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Tuesday, Jul 15, 2014
They represent some of the best (and worst) movie metaphors in the history of cinematic speculative fiction. Here's how we rate the Apes' films, from worst to first.

It’s all based on a book by French author Pierre Boulle. In said novel, an interplanetary expedition comes across a planet where apes rule and humans are used for slave labor and experiments. Famed writer Rod Serling took the first crack at the screenplay, though his ideas were deemed too expensive and incendiary to film. Blacklisted scribe Michael Wilson was then brought in to bring the concepts down to budgetary (and moviegoer) limits, and soon a sci-fi classic was born.


Audiences were not prepared for Planet of the Apes when it first came out in theaters. The Civil Rights Movement was reeling from advances and assassinations and Serling’s subtext made the roots of said racism all too real. While further script doctoring decreased some of the more provocative material, the notion of Apes as an allegory for its time remained. It was a box office smash, jumpstarting a franchise which saw four initial sequels, two reboots, one follow-up to same, and even a TV series.


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Tuesday, Jul 8, 2014
Excellence is where you find it, not where it's forced into some Hollywood genre pigeonhole.

The first six months of 2014 have already passed (time flies when you’re having… to sit through dozens of movies each week???) and there are already pundits pronouncing this the worst year ever, film wise. They point to the lackluster box office, the continuing success of bloated Summer tentpoles, and the inability for those seeking sanctuary from such spectacle to find realistic alternative outlets.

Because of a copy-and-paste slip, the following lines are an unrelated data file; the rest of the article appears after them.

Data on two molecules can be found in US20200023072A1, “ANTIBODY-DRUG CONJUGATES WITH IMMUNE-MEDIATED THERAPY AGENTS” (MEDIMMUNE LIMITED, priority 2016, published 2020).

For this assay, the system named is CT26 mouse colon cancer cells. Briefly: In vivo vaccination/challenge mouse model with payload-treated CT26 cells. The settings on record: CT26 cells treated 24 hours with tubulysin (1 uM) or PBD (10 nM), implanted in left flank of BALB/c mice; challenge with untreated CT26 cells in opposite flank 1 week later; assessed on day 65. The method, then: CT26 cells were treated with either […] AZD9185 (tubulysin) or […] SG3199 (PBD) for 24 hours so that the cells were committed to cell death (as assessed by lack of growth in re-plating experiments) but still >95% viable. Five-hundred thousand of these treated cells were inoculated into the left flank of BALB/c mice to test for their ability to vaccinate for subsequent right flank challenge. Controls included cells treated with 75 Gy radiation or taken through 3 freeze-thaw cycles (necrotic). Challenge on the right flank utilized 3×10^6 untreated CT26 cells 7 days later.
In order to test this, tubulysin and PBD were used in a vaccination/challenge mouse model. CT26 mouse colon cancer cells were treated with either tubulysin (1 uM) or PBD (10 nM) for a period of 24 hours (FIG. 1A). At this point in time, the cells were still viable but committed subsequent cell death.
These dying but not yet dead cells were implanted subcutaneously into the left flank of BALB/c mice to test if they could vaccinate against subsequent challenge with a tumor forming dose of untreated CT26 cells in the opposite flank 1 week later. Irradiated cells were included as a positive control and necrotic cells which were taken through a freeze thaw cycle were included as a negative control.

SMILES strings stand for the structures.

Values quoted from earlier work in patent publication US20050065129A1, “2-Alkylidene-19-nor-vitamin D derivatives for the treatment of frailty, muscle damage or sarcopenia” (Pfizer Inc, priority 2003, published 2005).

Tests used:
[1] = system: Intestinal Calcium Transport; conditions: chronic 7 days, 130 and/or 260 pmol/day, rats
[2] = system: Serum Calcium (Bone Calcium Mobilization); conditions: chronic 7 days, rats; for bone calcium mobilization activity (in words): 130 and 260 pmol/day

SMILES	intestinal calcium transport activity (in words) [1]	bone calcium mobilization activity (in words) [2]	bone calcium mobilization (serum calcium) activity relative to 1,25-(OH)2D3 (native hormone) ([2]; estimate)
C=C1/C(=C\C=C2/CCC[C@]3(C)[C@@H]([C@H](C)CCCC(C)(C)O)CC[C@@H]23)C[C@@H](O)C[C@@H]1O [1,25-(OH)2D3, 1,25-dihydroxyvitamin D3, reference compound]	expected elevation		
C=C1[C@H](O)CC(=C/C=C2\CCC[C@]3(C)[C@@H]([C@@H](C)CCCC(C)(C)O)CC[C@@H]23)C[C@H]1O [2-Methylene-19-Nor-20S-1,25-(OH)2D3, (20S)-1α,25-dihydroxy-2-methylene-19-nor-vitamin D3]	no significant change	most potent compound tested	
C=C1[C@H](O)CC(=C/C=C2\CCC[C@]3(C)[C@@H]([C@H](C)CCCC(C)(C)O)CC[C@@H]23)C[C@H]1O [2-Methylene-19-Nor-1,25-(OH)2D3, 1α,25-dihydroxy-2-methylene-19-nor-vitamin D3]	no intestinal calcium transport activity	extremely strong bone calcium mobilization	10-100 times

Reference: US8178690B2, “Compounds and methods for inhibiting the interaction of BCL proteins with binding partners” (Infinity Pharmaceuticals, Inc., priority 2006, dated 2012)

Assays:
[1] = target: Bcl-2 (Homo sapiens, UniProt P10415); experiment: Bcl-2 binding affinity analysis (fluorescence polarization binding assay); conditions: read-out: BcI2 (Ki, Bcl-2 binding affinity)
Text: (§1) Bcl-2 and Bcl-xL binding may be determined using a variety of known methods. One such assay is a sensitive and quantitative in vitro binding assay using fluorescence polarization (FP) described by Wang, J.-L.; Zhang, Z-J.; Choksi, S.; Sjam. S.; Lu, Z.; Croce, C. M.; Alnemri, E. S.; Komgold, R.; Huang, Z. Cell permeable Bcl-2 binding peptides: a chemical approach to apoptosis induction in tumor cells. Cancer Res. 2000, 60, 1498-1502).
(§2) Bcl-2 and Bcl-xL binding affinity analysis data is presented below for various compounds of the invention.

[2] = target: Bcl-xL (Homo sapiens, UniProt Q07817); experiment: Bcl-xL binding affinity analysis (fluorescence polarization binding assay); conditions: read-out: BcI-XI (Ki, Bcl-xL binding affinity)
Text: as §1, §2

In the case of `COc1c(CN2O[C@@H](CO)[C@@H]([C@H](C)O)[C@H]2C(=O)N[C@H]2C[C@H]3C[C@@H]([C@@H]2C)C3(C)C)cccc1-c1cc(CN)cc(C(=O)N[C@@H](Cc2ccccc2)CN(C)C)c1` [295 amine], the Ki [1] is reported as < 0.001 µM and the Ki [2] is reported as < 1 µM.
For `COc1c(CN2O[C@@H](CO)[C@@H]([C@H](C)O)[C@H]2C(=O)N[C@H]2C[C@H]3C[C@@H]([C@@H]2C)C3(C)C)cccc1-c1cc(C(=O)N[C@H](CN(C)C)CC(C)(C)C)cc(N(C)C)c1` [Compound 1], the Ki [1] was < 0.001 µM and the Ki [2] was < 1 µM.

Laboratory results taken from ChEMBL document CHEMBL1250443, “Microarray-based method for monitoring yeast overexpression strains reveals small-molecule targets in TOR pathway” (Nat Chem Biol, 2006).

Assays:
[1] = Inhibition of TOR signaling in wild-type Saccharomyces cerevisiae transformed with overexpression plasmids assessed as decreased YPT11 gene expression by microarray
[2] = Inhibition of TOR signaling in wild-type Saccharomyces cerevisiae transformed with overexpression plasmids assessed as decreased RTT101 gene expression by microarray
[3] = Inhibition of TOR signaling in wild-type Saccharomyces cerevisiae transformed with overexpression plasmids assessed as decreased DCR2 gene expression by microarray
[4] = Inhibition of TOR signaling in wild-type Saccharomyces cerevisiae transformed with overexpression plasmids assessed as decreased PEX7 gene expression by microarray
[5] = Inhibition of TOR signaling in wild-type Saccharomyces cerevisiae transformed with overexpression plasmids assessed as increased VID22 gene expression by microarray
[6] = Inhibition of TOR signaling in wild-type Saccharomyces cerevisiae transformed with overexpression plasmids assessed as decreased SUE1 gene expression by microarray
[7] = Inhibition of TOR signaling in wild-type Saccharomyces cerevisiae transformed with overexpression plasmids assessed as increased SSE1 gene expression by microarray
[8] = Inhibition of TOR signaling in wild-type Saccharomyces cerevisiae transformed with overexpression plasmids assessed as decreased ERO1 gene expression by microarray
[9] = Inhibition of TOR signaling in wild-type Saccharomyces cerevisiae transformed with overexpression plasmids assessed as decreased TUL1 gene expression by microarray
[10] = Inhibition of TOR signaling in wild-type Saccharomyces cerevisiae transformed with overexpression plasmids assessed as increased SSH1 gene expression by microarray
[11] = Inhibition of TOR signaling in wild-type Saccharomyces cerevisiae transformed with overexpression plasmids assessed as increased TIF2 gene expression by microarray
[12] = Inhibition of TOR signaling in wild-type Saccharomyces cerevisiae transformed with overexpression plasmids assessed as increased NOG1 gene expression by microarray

On the other hand, there have been a bevy of interesting efforts released this year that have either flown under the radar or received their standard Cineplex due, confirming that excellence is where you find it, not where it’s forced into some genre pigeonhole that Hollywood has micromanaged to influence international receipts. Indeed, the foreign film market is becoming so important, and profitable, for the Tinseltown suits that they frequently forget that US audiences count, too.


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Tuesday, Jun 24, 2014
Harvey Weinstein is a savvy showbiz staple with a tendency to re-edit film -- drastically. Here are ten cases where he tackled filmmakers head on. Few survived.
Above from the poster for Edward Scissorhands (1990)


He has a reputation for being a savvy entrepreneur, a tough negotiator, and a true cinephile. Many believe he’s done more for the independent and arthouse scene in the US than any studio tycoon before or since. He’s backed numerous Oscar winners, guided several actors and actresses to their own Academy glory, and is constantly on the lookout for new talent both at home and abroad.


So why does Harvey Weinstein also have one of the worst standings in film? Perhaps the nickname “Harvey Scissorhands” can provide some enlightenment. Over the decades he’s been in the business called show, Weinstein has made more than a few enemies, usually with his actions both outside and inside the editing room. Notorious for taking films and fiddling with them (both with and without their creator’s consent), he’s becomes a blight to some, a savior to others.


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Tuesday, Jun 17, 2014
For our second part of this cinematic weeper overview, we present ten more films sure to get your tear ducts flowing.

Recapping The Top Tearjerkers in Film of All Time: Part 1, we moviegoers love our communal cry fests.


If you missed this pleasure in the theaters, you can indulge at home with others who, hopefully, won’t tease you, but will ask you to pass the tissue box, instead.


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Tuesday, Jun 10, 2014
Think you're impervious to crying during a movie? Here is the first part of our two part overview of films guaranteed to get you weeping.

Audiences love to go to the movies that make them laugh. The communal good cheer of a comedy cannot be properly enjoyed unless you’re part of a group, braying like hyperactive hyenas. Movie goers also love to be frightened. Again, there is some kind of mutual bonding that occurs when individuals get together and experience the dread and suspense provided by some Master pulling the cinematic strings.


When it comes to crying, however, hysterics are fine. Heartstrings are not.


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